FC: Your name is actually part of the Teacher's Pet title. Not since Walt Disney himself has an artist had his name in the title of a Disney movie. Did you have to fight for that?
Baseman: Oh, yeah. Nobody gives you anything. They respected my work, but no company is going to give you anything without you fighting for it.
FC: Is it having a good agent?
Baseman: No; you know better than that. It's the individual pushing. Hopefully you can have somebody helping you get into the right door, but generally it has to be you saying, "This is what I want to do. This is where I want to go." Even coming to Disney was just because of a former coworker who introduced me in LA. No one's going to say, "Here, I'll make you a star," and then you're a star.
FC: How much of Teacher's Pet is yours?
Baseman: I came up with the concept of the little dog, and the artwork is mine. And then you work together — the writers, the animators, the director — on how you want to tell the story. When I do my own paintings, I'm trying to keep myself inspired. With this, I'm trying to keep all my artists inspired. Instead of just copying what I do, I'm inspiring them to do better than I ever could.
FC: That sounds like Irvine Welsh: "Good art affirms and reassures. Great art inspires and leads."
Baseman: That's where I'm going from. In projects, too. From concentrating more on the gallery work to now creating these figures and toys.
FC: Yeah, are these toys or art? They seem a little bit of both.
Baseman: Both. Depending on which ones. Some of them are much more limited edition collectibles, and others are more for the everyday audience. It's a balance between art and commerce. I know that when I create something, it's going to take a little bit of time to digest what I do. But the satisfaction in succeeding in that is greater than just giving people what they already expect.
Fast Company: Let's talk about the gore. How did you get away with squishing entire choruses of cockroaches in a Disney film?
Gary Baseman: We had to be very playful. And we had a certain sensibility. Like with Day of the Dead, it isn't about death, as in morbid, but celebrating life. We're telling people not to be afraid to take chances, to open up and take risks.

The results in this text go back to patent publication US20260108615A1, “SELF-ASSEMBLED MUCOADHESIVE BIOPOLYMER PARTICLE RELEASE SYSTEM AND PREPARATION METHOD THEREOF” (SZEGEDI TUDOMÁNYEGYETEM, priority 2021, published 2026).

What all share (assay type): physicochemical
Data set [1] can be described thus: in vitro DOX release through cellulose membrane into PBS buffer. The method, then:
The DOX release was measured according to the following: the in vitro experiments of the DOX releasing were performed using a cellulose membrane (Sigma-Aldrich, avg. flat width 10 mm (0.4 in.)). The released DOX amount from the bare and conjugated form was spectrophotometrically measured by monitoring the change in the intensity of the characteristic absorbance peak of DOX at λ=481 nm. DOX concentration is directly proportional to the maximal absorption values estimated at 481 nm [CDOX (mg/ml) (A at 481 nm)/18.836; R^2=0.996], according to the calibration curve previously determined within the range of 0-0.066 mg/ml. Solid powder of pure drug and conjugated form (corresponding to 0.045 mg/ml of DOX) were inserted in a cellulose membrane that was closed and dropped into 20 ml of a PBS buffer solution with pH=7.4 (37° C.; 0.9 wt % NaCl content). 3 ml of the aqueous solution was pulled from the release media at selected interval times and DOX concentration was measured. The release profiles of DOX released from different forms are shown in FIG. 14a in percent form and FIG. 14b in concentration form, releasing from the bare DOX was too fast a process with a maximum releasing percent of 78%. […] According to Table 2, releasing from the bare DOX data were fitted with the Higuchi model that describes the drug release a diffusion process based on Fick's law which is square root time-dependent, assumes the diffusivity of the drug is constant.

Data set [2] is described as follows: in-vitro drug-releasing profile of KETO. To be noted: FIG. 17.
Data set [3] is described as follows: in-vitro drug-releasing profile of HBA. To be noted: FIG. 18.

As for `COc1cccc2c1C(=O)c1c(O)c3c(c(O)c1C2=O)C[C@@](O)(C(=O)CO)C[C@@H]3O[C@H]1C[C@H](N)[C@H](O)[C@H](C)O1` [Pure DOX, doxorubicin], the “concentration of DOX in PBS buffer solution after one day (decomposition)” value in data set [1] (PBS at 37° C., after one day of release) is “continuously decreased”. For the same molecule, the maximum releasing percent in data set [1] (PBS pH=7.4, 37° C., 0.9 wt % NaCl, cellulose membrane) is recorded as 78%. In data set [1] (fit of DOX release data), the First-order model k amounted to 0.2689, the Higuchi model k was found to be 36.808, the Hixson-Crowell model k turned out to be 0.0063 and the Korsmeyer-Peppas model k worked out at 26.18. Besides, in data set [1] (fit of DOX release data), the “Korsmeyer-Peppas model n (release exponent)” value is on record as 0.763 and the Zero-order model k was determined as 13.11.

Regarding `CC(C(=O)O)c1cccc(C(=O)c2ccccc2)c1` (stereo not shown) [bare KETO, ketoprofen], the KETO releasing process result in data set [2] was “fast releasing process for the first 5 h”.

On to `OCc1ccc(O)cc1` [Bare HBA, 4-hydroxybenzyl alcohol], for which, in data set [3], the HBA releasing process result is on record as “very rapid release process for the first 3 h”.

FC: Because you've come through that?
Baseman: I'm still going through it. Over and over again. I always see this as the beginning. People are going, "Wow. Is this the highlight?" And I'm like, "No. This is the beginning." To me, this is the introduction. Any success, any award is incentive to do better work, not to sit there in the glow.
FC: It seems like Disney gave you more freedom than you were expecting.
Baseman: Our media executives really respected what we did best. I wasn't just the hired gun art director who came on to this thing. I created the project, so I could argue — and sometimes win and sometimes lose — why something should be a certain way. Disney has certain really big strengths. Voice talent, access to these wonderful actors like Nathan Lane and Kelsey Grammar and Jerry Stiller — something we're so grateful for. They're so gifted — they add so much to the script and to the acting. And also with music. Disney has a strong professional approach to the songs. Sometimes it was the Disney executives who played up the creative additions.
FC: So what are your influences? What are the roots of pervasive art?
Baseman: Hieronymous Bosch, mixed with Day of the Dead, mixed with my Eastern European roots, mixed with a certain sensibility of cute Japanese pop art, mixed with my love of Americana?
FC: Hieronymus Bosch?
Baseman: I always try to take little chances. When I was doing the cover for the New York Times Book Review, I had a character running through different panels that represented different sections of the book. Gardening, fiction, sports, arts. I was using little details from paintings that inspired me; one of them was from Hieronymus Bosch's "Garden of Earthly Delights." I drew this little detail on my hand and [my coworker] said, "What's that?" I said, "It's a detail from a Bosch painting." He said, "What's that in particular?" And I said, "Oh, that's a flower sticking out of a man's ass. But it's in the Bosch painting — it's fine art." He looked at me and he goes, "When Bosch does it, it's fine art. When you do it, it's a flower sticking out of a man's ass."
FC: You got your first big break with the cover of the New York Times Book Review. How'd you land a job like that?